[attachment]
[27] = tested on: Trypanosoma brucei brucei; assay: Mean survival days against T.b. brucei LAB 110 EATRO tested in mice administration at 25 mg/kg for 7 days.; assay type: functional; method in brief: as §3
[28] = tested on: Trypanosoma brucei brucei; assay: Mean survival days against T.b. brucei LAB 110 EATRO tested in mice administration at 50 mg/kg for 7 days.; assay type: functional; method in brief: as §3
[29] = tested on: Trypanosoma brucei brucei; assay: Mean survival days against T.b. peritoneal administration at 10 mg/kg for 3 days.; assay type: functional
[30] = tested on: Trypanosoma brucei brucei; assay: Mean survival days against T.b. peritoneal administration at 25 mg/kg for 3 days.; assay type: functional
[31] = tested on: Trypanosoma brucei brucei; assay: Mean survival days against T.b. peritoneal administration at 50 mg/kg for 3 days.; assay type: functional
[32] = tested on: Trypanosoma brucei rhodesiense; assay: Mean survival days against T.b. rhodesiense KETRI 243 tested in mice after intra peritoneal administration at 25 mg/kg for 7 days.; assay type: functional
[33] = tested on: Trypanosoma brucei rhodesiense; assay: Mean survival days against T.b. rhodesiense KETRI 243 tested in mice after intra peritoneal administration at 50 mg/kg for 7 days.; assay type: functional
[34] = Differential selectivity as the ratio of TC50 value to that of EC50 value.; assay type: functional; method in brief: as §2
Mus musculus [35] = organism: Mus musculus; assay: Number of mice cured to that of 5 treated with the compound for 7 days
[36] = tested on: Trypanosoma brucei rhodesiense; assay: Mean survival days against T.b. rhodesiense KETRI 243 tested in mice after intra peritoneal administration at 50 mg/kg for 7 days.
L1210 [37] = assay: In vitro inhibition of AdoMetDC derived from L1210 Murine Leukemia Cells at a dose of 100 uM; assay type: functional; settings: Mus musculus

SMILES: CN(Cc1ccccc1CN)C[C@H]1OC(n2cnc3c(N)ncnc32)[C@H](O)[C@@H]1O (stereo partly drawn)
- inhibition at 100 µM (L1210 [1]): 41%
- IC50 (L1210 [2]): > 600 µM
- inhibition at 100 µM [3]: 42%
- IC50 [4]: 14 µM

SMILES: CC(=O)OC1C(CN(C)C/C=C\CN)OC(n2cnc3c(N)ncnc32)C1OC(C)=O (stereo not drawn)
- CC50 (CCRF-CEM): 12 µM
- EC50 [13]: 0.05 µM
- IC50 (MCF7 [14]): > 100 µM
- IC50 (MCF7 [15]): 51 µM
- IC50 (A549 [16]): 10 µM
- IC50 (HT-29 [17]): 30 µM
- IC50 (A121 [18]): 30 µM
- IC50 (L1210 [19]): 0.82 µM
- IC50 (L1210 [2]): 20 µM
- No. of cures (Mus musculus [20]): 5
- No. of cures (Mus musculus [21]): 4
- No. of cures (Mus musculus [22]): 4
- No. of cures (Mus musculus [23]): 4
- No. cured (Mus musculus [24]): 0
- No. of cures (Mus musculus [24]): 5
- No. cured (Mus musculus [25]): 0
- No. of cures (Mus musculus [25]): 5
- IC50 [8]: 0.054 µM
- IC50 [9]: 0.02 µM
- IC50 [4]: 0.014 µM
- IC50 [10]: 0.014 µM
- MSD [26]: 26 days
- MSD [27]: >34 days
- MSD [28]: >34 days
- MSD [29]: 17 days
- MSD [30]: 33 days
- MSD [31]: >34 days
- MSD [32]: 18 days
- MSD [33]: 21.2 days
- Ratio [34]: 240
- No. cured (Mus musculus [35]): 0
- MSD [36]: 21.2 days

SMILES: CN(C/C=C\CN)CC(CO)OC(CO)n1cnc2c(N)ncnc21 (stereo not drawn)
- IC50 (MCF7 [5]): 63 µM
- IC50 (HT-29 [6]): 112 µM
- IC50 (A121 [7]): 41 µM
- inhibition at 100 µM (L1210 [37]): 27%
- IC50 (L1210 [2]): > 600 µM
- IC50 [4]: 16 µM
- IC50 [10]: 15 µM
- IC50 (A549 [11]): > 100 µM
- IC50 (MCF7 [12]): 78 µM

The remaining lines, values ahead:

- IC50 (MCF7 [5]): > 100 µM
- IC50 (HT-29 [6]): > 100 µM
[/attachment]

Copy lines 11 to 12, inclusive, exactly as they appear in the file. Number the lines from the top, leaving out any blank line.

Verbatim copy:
L1210 [37] = assay: In vitro inhibition of AdoMetDC derived from L1210 Murine Leukemia Cells at a dose of 100 uM; assay type: functional; settings: Mus musculus

SMILES: CN(Cc1ccccc1CN)C[C@H]1OC(n2cnc3c(N)ncnc32)[C@H](O)[C@@H]1O (stereo partly drawn)